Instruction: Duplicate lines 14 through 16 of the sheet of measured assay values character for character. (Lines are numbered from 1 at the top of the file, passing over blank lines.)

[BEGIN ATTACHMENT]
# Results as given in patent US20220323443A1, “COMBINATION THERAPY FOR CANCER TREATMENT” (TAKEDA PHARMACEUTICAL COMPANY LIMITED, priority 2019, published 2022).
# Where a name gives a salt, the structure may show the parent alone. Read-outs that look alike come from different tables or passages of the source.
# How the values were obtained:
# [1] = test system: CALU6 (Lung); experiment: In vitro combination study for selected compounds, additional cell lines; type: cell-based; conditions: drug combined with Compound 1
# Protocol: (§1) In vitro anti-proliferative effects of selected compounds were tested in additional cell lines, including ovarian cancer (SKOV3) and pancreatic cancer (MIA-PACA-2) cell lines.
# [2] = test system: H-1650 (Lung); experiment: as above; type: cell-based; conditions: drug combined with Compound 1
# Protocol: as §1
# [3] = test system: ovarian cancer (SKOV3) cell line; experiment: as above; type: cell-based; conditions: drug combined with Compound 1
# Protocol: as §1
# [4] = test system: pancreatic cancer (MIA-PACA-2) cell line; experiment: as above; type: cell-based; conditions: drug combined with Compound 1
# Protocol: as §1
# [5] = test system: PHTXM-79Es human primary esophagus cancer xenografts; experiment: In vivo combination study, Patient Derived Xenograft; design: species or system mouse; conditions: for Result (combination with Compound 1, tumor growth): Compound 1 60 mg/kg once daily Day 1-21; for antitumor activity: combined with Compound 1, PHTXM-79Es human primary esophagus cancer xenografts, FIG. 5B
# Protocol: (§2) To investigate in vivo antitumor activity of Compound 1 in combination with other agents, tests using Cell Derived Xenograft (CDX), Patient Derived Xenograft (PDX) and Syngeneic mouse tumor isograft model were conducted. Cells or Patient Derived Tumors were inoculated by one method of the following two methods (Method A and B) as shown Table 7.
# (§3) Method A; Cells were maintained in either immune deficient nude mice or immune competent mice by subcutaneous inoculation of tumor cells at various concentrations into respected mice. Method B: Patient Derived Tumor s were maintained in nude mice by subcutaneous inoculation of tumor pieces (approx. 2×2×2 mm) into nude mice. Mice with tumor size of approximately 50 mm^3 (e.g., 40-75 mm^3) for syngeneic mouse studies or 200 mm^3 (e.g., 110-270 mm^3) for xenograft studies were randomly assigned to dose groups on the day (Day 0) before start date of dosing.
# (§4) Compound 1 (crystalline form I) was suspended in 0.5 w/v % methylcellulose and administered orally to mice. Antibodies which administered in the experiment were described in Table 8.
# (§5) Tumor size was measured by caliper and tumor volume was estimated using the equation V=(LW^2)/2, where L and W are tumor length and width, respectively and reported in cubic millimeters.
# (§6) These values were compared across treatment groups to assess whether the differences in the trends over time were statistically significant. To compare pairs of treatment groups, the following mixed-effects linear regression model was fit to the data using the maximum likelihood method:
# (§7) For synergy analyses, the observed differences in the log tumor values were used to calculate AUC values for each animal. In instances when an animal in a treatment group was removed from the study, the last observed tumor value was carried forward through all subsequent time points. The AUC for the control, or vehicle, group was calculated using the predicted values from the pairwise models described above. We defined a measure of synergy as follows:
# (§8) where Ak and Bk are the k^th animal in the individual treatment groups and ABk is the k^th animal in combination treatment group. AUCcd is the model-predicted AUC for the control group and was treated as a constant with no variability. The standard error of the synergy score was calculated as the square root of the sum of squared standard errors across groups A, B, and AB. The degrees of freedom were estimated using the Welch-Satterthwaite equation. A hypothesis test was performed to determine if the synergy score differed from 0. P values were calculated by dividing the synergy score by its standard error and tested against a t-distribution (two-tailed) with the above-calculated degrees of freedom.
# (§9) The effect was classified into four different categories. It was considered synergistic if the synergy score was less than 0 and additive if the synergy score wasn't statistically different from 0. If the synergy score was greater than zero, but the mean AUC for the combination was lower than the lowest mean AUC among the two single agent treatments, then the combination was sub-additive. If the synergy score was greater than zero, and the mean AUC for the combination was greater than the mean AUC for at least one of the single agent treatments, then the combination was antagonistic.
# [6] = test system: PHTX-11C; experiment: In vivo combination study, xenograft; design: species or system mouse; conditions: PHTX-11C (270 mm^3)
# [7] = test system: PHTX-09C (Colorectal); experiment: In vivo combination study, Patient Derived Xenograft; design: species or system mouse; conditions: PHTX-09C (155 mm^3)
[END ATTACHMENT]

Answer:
# (§3) Method A; Cells were maintained in either immune deficient nude mice or immune competent mice by subcutaneous inoculation of tumor cells at various concentrations into respected mice. Method B: Patient Derived Tumor s were maintained in nude mice by subcutaneous inoculation of tumor pieces (approx. 2×2×2 mm) into nude mice. Mice with tumor size of approximately 50 mm^3 (e.g., 40-75 mm^3) for syngeneic mouse studies or 200 mm^3 (e.g., 110-270 mm^3) for xenograft studies were randomly assigned to dose groups on the day (Day 0) before start date of dosing.
# (§4) Compound 1 (crystalline form I) was suspended in 0.5 w/v % methylcellulose and administered orally to mice. Antibodies which administered in the experiment were described in Table 8.
# (§5) Tumor size was measured by caliper and tumor volume was estimated using the equation V=(LW^2)/2, where L and W are tumor length and width, respectively and reported in cubic millimeters.